Hapag-Lloyd, United Arab Shipping to merge

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FRANKFURT: German container shipping giant Hapag-Lloyd announced Monday it is teaming up with United Arab Shipping Co. to become one of the world’s top five shipping companies as consolidation in the sector continues apace.

“Hapag-Lloyd AG and United Arab Shipping Co. (UASC) have signed a Business Combination Agreement to merge both companies, subject to the necessary regulatory and contractual approvals,” the firm said in a statement.

The combined companies would become the world’s fifth-largest container firm with an annual turnover of around $12 billion (10.8 billion euros).
No financial details were disclosed.

“This strategic merger makes a lot of sense for both carriers — as we are able to combine UASC’s emerging global presence and young and highly efficient fleet with Hapag-Lloyd’s broad, diversified market coverage and strong customer base,” said the German firm’s chief executive Habben Jansen.


Once UASC’s ships are integrated into the fleet, Hapag-Lloyd will have 237 ships afloat with a total capacity of 1.6 million TEU (twenty-foot equivalent units, which is the standard measure of a container), expected to transport around 10 million TEU to destinations around the world each year.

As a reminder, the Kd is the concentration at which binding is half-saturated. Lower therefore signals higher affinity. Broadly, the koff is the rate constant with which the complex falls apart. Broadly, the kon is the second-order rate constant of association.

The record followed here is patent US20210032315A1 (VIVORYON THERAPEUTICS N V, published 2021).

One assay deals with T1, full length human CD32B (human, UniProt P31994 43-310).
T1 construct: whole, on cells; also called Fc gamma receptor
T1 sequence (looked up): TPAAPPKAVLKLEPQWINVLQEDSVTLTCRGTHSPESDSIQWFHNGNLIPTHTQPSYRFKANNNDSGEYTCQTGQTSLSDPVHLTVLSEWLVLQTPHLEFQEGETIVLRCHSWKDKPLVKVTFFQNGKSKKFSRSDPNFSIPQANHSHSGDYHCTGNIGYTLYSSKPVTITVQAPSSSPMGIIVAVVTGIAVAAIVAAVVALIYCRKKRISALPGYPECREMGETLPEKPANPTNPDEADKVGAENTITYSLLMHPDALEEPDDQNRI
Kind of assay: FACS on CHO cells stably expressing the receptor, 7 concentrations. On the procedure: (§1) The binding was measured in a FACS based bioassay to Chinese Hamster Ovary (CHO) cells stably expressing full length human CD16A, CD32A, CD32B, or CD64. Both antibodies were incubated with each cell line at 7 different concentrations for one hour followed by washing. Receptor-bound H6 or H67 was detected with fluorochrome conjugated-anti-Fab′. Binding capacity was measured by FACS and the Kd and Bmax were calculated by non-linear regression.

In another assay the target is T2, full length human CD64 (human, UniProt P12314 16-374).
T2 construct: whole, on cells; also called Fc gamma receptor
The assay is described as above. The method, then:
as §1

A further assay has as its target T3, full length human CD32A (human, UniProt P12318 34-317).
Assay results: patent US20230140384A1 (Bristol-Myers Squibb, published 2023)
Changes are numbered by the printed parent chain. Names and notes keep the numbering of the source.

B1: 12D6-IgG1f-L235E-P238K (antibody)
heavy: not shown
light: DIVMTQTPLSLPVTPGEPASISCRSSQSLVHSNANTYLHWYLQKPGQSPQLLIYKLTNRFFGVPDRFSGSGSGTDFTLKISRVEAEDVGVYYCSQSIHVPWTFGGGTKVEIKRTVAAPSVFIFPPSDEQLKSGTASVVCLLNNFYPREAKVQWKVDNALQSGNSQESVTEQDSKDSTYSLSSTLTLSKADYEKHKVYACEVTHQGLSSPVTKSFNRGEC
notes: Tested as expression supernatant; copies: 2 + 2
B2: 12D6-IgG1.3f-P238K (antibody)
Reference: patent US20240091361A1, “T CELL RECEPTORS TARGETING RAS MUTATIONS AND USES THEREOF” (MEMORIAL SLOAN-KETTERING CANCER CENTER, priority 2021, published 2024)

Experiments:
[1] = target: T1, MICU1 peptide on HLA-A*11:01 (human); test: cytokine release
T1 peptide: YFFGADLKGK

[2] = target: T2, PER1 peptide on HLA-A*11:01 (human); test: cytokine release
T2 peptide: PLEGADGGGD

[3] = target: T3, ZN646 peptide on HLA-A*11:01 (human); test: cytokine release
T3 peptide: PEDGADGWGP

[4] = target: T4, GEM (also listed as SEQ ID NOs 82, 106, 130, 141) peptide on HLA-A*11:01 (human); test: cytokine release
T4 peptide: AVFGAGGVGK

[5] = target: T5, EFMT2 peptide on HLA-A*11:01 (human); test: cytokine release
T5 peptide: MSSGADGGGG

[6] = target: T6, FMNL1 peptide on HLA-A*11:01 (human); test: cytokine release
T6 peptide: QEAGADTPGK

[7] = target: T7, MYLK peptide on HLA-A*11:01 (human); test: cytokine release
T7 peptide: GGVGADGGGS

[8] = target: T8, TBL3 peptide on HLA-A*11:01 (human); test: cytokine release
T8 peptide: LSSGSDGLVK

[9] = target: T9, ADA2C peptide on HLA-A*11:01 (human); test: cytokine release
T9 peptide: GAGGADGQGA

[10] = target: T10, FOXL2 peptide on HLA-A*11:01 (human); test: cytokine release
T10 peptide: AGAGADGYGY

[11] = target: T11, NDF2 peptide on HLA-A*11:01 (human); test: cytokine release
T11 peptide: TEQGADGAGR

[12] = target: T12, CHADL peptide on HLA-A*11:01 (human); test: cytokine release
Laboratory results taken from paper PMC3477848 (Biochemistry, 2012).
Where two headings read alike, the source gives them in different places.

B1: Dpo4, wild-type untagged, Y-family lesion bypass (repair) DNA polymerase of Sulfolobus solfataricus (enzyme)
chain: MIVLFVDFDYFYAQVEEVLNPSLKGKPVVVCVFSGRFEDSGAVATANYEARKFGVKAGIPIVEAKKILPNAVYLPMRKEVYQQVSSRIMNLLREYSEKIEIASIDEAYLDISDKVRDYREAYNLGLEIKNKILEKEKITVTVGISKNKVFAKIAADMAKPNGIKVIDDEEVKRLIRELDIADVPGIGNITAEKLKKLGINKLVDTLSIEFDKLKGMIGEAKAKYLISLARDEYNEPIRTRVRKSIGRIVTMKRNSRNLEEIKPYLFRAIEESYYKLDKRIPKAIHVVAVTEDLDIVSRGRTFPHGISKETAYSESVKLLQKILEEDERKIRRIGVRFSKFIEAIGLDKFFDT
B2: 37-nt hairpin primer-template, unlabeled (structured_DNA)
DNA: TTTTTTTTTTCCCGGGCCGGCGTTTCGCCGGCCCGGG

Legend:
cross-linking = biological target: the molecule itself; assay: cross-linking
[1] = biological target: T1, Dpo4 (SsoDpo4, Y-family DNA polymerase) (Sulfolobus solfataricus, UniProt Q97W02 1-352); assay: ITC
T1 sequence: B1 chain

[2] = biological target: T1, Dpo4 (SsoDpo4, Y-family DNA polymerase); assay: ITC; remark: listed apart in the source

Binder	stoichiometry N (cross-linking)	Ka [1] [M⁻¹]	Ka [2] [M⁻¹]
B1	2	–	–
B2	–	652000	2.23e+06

The combined firm will remain listed on the German stock exchange and retain Hapag-Lloyd’s headquarters in the northern port city Hamburg.

UASC’s majority shareholders, Qatar Holding LLC and the Public Investment Fund of Saudi Arabia, will take stakes of 14 percent and 10 percent in the merged company.

Shareholder approval
All of UASC’s shareholders unanimously approved the deal at an extraordinary general meeting.

Hapag-Lloyd’s shareholders are scheduled to vote on the merger at their annual meeting in August.

CSAV, the city of Hamburg and Kuehne Maritime will remain the largest shareholders in Hapag-Lloyd.

The merger is expected to be completed by the end of 2016.

Hapag-Lloyd comes to the UASC deal off the back of a successful purchase of Chilean firm CSAV’s container shipping arm and its own stock market flotation, both in 2015.

With global demand for logistics services slipping, firms active in the sector have found themselves with too much capacity on their hands.

That has made for an environment friendly to mergers — including Hapag-Lloyd’s own takeover of CSAV’s shipping arm in exchange for a 30-percent stake in the merged company.

Hapag-Lloyd also recently inked an alliance deal with five Asian maritime shipping groups that will come in to force in early 2017.

AFP

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